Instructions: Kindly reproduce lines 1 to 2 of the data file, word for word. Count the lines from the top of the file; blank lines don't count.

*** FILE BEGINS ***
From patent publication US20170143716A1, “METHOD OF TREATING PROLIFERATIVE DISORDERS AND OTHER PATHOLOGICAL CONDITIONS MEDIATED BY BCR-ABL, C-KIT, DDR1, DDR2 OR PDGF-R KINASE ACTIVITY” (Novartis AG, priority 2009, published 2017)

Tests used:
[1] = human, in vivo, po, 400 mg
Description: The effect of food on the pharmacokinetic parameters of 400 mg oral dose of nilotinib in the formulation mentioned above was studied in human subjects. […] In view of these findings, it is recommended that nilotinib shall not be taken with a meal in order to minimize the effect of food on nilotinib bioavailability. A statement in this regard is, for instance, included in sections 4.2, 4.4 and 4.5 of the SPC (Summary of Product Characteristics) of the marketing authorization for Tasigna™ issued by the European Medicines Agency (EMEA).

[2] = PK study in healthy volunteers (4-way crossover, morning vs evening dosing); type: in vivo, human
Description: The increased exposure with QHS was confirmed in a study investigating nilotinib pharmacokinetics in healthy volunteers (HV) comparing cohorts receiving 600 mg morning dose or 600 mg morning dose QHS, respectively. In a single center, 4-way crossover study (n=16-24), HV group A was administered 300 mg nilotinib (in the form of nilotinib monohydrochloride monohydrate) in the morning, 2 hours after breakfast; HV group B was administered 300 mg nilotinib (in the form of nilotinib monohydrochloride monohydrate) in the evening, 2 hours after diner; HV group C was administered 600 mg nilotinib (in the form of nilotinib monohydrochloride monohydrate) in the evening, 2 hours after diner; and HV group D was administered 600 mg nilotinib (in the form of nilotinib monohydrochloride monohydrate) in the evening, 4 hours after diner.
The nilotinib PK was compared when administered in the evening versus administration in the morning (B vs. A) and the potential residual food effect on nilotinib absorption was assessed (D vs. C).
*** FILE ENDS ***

From patent publication US20170143716A1, “METHOD OF TREATING PROLIFERATIVE DISORDERS AND OTHER PATHOLOGICAL CONDITIONS MEDIATED BY BCR-ABL, C-KIT, DDR1, DDR2 OR PDGF-R KINASE ACTIVITY” (Novartis AG, priority 2009, published 2017)

Tests used: